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J Pediatr Gastroenterol Nutr. 1999 Apr;28(4):S53-5.

Assessment of quality of life in the younger child: the use of an animated computer program.

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  • 1Department of Pediatrics, Sophia Children's Hospital, Erasmus University Rotterdam, The Netherlands.

Abstract

BACKGROUND:

In the past, quality of life was primarily assessed using objective measurements of the condition of the patient. Today, most quality-of-life measurements include several aspects regarding the patient's opinions and feelings. There has been an extensive development of quality-of-life instruments particularly in adults, including those for people with inflammatory bowel disease (IBD). However, only a few instruments, mostly questionnaires, have been developed for the pediatric population. It has been noted, even in young patients with IBD, that there is reduced self-esteem and more anxiety and depression. Altogether, these are important aspects for early measurement of psychosocial functioning and possibly intervention during the treatment of children with IBD.

METHODS:

For the current study, an instrument was developed for young children aged 5 years or more in which a computer-based animated program was used to measure quality of life in children with inflammatory bowel disease. The instrument was designed to be similar for boys and girls with no reference to racial identity. In addition, it was culturally acceptable for all Dutch children. The program was in the form of a story of a bear and a clown playing in an attic of an old house where they come across many objects with which they play and where many adventures occur. All 35 questions were interwoven in this story.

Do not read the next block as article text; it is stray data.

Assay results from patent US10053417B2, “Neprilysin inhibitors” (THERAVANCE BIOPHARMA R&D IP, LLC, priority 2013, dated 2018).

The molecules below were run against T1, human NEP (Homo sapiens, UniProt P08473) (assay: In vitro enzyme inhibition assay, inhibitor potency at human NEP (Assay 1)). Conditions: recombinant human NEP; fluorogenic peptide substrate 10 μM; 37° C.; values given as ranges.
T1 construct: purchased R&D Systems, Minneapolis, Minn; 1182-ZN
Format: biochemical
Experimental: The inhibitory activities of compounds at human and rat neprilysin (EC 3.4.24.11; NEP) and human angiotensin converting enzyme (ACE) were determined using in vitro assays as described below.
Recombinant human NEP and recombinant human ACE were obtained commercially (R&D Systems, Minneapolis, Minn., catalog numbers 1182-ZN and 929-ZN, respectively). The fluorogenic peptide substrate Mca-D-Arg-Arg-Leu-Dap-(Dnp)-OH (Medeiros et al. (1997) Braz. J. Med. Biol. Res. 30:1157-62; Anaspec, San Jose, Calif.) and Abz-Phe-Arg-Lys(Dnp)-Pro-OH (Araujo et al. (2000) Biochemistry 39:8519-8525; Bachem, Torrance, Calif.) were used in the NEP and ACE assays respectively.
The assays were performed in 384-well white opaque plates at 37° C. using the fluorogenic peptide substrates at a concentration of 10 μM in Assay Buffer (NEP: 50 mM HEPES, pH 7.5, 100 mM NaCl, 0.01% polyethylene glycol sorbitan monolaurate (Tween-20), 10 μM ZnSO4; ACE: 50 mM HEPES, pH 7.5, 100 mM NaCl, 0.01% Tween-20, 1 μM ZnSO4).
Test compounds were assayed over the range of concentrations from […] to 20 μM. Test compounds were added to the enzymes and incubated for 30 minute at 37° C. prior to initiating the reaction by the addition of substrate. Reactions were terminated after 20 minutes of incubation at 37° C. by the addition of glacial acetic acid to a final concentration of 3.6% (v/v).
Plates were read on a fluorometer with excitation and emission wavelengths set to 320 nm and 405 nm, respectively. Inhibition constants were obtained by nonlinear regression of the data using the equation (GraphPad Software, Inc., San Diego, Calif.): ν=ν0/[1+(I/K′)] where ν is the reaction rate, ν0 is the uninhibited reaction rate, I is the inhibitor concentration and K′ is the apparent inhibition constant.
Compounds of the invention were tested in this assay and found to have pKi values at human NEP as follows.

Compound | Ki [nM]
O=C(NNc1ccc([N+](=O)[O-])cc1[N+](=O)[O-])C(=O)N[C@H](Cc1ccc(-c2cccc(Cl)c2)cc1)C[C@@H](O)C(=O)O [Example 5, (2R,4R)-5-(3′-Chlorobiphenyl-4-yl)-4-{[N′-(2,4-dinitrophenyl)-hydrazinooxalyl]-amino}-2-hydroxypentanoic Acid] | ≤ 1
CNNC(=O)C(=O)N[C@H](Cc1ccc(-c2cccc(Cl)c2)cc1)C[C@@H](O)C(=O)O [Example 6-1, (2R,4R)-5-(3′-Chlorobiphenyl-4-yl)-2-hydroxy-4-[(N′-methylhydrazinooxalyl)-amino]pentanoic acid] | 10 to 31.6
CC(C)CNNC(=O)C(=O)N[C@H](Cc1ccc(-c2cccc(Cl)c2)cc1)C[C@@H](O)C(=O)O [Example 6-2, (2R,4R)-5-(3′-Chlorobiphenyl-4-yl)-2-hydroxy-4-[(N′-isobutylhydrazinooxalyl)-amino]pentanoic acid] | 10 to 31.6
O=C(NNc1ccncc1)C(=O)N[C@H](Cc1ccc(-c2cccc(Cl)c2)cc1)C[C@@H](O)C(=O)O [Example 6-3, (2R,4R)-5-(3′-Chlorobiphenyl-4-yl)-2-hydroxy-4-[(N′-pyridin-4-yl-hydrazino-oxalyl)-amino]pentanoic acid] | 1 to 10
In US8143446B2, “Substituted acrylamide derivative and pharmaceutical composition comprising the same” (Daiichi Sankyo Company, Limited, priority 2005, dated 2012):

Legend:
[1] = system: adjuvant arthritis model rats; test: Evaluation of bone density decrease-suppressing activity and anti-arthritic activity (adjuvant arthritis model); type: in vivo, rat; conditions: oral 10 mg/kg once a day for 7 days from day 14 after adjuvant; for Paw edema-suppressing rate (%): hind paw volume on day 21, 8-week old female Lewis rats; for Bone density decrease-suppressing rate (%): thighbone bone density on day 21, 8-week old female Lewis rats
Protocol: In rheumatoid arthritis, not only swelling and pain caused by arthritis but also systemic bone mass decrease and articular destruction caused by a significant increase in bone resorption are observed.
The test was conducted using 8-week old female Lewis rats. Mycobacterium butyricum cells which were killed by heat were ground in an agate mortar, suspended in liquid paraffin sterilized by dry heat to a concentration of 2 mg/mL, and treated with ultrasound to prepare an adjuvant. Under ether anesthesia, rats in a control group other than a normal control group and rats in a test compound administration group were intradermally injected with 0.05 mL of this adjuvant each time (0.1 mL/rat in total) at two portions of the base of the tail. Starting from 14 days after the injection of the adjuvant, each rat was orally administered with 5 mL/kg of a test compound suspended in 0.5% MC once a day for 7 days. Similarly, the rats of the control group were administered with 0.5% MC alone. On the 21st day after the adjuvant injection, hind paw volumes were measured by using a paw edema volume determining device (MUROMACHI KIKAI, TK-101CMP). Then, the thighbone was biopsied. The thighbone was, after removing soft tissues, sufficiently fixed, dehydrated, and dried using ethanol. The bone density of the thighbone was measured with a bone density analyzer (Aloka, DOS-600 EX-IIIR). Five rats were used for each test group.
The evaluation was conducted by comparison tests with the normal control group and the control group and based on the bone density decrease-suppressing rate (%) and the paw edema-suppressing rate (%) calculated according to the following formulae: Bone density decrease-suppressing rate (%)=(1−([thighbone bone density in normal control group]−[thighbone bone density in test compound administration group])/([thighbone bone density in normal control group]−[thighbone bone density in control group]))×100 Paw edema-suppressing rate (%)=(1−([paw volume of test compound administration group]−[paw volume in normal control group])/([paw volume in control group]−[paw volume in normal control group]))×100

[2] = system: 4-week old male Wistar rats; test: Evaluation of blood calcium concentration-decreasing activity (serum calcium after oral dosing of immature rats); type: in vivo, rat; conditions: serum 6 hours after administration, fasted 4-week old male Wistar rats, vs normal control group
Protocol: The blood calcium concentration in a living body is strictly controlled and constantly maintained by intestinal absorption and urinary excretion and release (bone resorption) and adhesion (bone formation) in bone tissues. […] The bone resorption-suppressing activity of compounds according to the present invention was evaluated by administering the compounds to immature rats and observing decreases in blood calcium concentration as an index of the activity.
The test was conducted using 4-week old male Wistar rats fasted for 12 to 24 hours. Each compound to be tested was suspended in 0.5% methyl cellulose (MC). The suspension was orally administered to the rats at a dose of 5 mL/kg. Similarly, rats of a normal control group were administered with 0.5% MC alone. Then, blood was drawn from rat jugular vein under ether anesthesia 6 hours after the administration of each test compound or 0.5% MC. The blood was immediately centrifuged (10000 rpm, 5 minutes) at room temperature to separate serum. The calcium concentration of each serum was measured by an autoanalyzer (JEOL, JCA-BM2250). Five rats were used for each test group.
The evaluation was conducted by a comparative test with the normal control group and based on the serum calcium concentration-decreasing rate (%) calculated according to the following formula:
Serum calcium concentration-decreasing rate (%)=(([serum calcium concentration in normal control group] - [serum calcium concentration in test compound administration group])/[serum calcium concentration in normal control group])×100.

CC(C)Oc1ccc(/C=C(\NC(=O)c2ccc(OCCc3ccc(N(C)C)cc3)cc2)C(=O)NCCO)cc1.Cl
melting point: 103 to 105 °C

RESULTS:

The animated computer program was well accepted and easily used by 16 children between the ages of 5 and 12 in a small pilot study. In those older than 11 years, another approach is probably necessary, using an age-appropriate animated program.

CONCLUSIONS:

The computer program can easily be used in an outpatient setting and thus ensures that quality-of-life measurement will become a routine part of a medical visit.

PMID:
10204527
[PubMed - indexed for MEDLINE]
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